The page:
She was in love with me, she said. 
“You don’t even know me,” I said, smiling from ear to ear.
She said “We’re already married, dummy….”
She was a nutter. Beautiful, but a nutter. I hate that word, nutter. But at the time it seemed like the nicest, cutest way of saying “psychologically impaired”. 
As I sang and played guitar she danced all around me. She came up close and kissed me on the lips while I had my eyes closed, singing. Scared the living shit out of me. 
Then she threw her head back and laughed and danced in wild circles of abandonment up and down the shopping strip with a gentle rain falling on her shoulders and in her hair. 
She was determined I had to come home with her because we were already married. She gave me a look that seemed mad, yes, but there was something serious underneath it. An added layer. 
Instead of going home with her or inviting her back to my place I took her to an all night cafe over on George Street where the prostitutes and their pimps used to hang out all the time. Me and the crazy girl sat drinking coffee and eating sandwiches until the sun came up. Turned out she was afraid of her boyfriend. 
Her real boyfriend. At one point we were just sitting there talking and then the next second she jumped up and out of the booth and ran outside into the street, hailed a taxi and then disappeared into the dawn drizzle.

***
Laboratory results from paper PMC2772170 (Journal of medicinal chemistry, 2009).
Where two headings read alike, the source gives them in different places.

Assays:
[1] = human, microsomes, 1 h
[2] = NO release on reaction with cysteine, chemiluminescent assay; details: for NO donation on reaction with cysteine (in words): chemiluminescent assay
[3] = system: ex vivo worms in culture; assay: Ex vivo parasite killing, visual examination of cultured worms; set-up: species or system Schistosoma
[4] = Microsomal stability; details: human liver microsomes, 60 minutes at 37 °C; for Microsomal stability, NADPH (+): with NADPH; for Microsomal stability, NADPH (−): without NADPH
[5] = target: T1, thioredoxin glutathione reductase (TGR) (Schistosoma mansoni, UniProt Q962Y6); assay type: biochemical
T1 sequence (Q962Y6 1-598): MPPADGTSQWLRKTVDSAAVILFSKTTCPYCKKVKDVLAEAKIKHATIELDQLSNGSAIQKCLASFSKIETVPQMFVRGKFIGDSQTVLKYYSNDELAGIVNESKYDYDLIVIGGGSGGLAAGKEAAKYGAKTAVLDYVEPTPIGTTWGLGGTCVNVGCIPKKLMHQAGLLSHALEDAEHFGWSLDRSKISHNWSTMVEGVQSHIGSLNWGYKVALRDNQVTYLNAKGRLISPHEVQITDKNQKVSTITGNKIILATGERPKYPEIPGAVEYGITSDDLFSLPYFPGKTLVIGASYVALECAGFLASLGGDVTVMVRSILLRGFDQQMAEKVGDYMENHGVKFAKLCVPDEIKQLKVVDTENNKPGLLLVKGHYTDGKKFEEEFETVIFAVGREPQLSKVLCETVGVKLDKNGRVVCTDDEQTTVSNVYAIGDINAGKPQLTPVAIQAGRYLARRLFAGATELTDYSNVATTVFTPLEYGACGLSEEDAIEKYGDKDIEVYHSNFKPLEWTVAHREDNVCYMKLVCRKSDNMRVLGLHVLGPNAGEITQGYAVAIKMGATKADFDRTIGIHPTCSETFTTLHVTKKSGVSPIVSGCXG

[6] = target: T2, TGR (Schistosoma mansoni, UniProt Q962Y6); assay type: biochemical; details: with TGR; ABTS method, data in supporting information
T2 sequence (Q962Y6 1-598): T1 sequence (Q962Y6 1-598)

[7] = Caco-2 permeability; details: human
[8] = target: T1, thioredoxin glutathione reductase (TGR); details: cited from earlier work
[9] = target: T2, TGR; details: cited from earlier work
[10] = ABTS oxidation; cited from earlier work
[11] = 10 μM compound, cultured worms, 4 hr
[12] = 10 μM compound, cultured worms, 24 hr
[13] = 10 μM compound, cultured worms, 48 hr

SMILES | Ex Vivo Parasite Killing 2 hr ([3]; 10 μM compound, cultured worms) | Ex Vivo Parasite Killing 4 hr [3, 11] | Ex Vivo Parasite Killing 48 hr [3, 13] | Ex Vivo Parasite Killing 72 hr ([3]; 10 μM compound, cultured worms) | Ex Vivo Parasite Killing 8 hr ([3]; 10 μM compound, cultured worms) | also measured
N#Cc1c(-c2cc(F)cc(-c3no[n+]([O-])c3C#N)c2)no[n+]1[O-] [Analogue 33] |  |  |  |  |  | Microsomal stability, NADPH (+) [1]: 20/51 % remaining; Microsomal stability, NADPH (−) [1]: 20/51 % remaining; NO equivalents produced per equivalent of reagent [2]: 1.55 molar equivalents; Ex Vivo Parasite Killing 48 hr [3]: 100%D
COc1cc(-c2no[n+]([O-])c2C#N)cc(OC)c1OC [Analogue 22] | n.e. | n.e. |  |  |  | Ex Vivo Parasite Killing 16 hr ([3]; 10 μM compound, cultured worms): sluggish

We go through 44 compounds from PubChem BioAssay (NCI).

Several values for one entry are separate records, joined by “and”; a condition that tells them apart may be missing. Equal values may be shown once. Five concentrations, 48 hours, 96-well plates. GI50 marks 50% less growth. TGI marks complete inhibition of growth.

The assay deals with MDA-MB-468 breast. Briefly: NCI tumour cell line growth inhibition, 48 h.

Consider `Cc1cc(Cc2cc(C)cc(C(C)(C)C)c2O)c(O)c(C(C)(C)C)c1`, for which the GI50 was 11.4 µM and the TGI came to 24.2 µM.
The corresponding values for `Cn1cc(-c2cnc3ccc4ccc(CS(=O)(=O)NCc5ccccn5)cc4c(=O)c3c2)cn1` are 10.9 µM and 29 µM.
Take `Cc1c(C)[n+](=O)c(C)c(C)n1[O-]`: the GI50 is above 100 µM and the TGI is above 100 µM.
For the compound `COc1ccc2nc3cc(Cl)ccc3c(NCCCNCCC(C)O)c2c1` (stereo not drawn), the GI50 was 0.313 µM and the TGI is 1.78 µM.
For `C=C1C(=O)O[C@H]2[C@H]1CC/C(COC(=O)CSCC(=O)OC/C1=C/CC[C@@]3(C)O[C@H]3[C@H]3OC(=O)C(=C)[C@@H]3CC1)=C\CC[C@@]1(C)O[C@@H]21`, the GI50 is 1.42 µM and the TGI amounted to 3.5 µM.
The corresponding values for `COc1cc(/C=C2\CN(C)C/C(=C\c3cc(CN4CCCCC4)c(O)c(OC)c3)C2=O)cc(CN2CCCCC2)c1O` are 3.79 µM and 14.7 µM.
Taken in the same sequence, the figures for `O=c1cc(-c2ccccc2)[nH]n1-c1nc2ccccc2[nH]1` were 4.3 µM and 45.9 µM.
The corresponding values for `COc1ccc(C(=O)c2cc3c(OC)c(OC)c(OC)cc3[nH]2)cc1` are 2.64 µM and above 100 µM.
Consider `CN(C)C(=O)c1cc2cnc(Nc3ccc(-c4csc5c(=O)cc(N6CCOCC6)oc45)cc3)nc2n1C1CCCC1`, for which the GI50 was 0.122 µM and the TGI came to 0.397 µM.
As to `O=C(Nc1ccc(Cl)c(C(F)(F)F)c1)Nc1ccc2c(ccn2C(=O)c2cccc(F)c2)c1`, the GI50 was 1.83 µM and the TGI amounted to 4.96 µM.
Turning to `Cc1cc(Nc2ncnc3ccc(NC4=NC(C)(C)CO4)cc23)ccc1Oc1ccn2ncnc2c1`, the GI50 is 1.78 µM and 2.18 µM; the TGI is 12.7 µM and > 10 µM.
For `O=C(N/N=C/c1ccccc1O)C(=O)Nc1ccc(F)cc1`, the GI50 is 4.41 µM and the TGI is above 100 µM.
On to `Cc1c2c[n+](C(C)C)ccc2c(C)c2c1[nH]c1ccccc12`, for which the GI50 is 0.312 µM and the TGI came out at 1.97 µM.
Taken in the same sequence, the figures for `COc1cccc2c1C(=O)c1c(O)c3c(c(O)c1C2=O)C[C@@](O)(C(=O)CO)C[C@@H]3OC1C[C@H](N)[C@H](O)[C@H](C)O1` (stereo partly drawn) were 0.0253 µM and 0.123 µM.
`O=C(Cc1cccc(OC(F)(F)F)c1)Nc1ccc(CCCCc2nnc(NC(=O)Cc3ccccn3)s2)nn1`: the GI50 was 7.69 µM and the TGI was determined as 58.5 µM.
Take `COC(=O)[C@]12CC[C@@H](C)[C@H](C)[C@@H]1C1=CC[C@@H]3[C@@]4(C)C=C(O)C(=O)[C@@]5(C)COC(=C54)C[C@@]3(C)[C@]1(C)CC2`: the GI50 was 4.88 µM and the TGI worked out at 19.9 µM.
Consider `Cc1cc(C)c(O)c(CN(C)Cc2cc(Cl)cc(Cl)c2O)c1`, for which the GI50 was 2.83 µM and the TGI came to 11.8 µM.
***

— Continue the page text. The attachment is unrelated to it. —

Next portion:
So by late April, when the mid-term papers were due, I realised my chances in life were diminishing with every passing day. All on account of my stupid novel. 
I went to see the head of department at UQ. I told him my dilemma. He said he wanted to know the truth. 
So I made up a story. 
I said: “I’ve been out bush to visit with family. We lost the farm in the floods and it’s been all hands on deck since January. I just got back two days ago. Yesterday I slept all day cos I was exhausted with all that happened, you know. So now I still need to finish my degree, to graduate, and I haven’t done a scrap of work in any of my subjects all semester.”
“Hmmmm. I see,”  said the professor. 
He suggested I go talk to all the lecturers and professors in charge of my subjects individually. This I did. One of them was cool. The philosophy head. He was always cool with everything I did, with everything anyone did. “Just get your assigned work in by the end of June and you’ll be sweet,” he said, slapping his hand on my shoulder. 
“How much livestock did you lose?”  He said. 
“Oh…. about two hundred head,” I said.
He whistled through his teeth. “That’s too bad. Too bad.”
The Journalism lecturer was less than impressed with my story, my excuse. He said it was highly unusual and suggested that I had probably already failed excepting some miracle. 
I had bought all my journalism weekly assignments with me to the meeting. I was holding them in a stack. 
“Look,” I said. “I can’t make you read them or mark them. But at least here they are so you’ll know I’ve done the work. It’s up to you what you do with them.”